Once the cataract is out, you will need a new lens in order to focus after surgery. Once your cataract is out and your implant is in, the operation is over.


Artificial lens implants—made of plastic-like materials—are used to restore your ability to focus after surgery. These implants come in many different strengths, like glasses, and before your cataract operation, we will perform several measurements to determine the appropriate lens implant strength for your eye.


Doctor Frangie is pleased to be able to offer his patients several choices for their implants, in an attempt to decrease dependence on spectacles and/or contact lenses, depending upon the specific characteristics of your eye, and your individual visual needs.

1) SINGLE FOCUS IOL (INTRAOCULAR LENS IMPLANT) – This implant is considered the “standard” implant and its design has not significantly changed in more than a decade. Following placement, the Single Focus Implant will allow the eye to see at a single focal point (most patients see better at distance), but in order to see at intermediate (computer distance) or up close (for instance sewing or reading) the eye will require either a contact lens or glasses.

Most insurance companies pay for cataract surgery with single focus implants, subject to your carrier’s specific co-pays and deductibles.

2) ASTIGMATISM-CORRECTING IOL IMPLANTS AND SURGERY – Astigmatism is typically a lifelong condition where the cornea, the outer window of the eye, has an irregular shape that prevents light from focusing accurately on the retina – even after standard cataract surgery.

In patients who are candidates, astigmatism may be corrected by either specific wound construction or a Toric lens implant, or both. Rarely, some patients may require an adjustment of their implant or even more rarely another procedure such as LASIK to improve their final visual outcome.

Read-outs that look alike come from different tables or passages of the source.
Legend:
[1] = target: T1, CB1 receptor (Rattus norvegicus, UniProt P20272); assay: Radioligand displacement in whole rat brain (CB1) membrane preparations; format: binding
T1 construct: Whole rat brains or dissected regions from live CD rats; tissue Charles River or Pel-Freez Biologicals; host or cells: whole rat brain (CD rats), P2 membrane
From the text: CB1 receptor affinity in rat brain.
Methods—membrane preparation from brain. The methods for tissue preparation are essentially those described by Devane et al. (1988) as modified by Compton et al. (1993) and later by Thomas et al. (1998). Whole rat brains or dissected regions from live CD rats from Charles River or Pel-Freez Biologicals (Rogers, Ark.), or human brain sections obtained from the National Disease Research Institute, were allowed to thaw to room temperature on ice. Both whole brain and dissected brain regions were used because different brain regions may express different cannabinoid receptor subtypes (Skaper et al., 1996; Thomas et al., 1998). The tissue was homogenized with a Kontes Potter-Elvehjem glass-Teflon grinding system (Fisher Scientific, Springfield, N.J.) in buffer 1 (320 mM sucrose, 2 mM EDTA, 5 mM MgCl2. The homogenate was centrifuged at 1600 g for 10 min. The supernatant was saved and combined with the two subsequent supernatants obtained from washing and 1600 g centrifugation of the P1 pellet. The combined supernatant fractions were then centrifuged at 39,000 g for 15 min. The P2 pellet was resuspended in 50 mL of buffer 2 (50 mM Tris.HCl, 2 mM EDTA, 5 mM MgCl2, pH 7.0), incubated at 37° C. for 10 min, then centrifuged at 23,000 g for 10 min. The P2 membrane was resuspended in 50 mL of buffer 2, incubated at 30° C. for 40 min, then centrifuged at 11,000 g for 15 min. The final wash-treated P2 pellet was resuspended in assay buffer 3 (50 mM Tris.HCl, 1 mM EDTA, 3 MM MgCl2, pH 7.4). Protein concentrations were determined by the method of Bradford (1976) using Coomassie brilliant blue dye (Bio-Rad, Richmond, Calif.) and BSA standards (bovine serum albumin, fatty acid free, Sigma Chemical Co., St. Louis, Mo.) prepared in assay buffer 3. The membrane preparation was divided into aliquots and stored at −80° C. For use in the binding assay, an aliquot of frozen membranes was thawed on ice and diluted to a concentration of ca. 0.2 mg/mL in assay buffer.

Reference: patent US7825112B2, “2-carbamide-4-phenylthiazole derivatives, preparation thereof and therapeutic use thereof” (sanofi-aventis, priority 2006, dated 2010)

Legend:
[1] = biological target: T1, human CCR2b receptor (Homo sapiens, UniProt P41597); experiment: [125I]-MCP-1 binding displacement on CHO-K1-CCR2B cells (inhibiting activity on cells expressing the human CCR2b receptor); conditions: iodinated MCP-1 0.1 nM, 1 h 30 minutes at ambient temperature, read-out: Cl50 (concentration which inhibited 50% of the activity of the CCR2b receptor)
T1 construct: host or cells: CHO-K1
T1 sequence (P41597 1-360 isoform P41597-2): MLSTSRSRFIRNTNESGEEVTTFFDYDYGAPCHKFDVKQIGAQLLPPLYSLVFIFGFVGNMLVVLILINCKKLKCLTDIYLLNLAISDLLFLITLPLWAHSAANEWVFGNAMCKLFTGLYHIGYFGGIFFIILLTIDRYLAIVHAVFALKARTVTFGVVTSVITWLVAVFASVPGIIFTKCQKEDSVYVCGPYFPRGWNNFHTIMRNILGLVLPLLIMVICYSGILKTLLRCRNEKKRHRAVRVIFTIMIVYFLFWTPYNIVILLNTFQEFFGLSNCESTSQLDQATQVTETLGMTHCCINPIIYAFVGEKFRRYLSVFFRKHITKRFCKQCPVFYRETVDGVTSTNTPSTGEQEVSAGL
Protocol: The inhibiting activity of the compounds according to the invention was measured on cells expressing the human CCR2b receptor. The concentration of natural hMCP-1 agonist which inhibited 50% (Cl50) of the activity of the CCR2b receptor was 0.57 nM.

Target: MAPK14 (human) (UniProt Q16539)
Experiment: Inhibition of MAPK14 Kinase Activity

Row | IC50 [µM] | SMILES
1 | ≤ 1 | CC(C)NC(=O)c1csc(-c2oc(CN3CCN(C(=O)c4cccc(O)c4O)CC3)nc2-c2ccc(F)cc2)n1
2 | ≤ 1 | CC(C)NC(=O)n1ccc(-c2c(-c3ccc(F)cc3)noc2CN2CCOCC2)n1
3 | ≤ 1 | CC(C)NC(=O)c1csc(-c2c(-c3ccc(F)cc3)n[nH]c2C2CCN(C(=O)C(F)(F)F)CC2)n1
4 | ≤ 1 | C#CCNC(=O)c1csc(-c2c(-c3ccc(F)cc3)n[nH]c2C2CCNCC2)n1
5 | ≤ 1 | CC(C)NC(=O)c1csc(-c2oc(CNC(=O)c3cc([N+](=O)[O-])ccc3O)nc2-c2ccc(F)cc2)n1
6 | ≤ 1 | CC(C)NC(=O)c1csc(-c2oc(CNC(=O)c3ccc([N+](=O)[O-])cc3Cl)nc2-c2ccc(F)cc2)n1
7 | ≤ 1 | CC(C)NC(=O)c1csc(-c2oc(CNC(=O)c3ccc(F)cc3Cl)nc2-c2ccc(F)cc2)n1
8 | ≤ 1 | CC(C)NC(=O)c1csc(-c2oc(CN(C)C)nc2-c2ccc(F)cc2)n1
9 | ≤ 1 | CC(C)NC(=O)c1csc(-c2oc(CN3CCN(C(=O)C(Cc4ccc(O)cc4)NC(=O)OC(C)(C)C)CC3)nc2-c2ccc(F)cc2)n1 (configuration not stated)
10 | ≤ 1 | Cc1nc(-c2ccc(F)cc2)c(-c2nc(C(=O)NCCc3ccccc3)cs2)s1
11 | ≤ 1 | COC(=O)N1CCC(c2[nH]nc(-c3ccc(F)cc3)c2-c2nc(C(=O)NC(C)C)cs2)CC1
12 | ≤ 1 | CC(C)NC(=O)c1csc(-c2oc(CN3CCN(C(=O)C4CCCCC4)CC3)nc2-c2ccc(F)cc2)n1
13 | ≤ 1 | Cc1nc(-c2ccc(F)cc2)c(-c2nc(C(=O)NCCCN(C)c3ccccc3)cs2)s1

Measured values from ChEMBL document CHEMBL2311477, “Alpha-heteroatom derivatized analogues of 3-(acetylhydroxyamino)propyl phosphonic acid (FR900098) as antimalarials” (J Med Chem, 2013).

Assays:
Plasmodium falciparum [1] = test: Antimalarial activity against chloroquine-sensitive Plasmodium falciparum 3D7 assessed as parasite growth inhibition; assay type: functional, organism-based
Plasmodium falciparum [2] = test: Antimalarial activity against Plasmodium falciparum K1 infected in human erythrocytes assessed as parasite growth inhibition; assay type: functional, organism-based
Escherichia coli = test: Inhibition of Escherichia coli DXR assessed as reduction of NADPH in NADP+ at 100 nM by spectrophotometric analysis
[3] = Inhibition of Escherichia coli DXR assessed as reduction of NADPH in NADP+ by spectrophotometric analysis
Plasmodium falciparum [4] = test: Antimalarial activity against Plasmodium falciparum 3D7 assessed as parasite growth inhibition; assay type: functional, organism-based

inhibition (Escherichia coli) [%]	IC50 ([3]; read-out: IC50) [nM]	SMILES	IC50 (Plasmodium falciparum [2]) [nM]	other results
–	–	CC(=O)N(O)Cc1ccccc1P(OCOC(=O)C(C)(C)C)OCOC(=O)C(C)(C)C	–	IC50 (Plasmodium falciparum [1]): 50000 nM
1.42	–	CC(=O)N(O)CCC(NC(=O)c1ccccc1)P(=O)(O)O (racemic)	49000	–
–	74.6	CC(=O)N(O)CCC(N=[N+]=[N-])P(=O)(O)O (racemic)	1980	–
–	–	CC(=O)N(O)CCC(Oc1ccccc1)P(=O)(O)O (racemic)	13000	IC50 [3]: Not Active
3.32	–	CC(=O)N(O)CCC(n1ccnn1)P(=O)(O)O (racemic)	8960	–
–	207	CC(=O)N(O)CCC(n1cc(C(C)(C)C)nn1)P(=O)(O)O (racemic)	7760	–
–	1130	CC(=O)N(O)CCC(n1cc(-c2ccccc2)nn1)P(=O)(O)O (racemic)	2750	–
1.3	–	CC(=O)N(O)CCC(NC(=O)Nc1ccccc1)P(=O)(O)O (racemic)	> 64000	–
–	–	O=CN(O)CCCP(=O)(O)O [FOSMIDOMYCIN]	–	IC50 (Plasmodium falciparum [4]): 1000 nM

If further procedures to adjust/exchange your implant or procedure to fine-tune your vision are necessary, they will be done at no additional charge to you.

It is important to understand that while Astigmatism-Correcting Surgery will improve your uncorrected distance vision (and in some cases your intermediate distance vision) you will still need reading glasses for close tasks such as sewing, reading, model-building, etc.

3) MULTIFOCAL IOL IMPLANTS – These implants represent a major advancement in cataract vision correction. These lenses give recipients an enhanced “range” of vision so they have reduced dependency on contact lenses or glasses at almost all distances. While these technologies represent a definite improvement, it is important to realize that the implants will not give one’s eye the performance level of a normal twenty-year-old eye – the implants represent an improvement, not the fountain of youth!

This new generation of implants typically allows patients to drive without correction, play golf without correction, use the computer without correction and reduce the need for reading glasses.


Most people see better within a day or two after cataract surgery, but it is not abnormal or worrisome if your vision seems blurry for a few weeks after surgery as your eye heals.

We will prescribe some eye drops for the healing period after surgery, and if you need new glasses after surgery, these will be prescribed for you once your eye is completely healed, usually about a month after surgery.


Cataracts cannot grow back, but sometimes a thin cloudy membrane grows behind the lens implant, making your vision blurry as the cataract did. This is not uncommon—it happens to roughly 10 percent of patients having cataract surgery.

If it happens to you, a quick and simple laser treatment can be performed to re-establish clear vision.

Call the office of John P. Frangie at 413.363.2732 or contact us online to learn more about cataract eye surgery and implants in Massachusetts, and we’ll schedule an appointment to begin discussing and evaluating your options.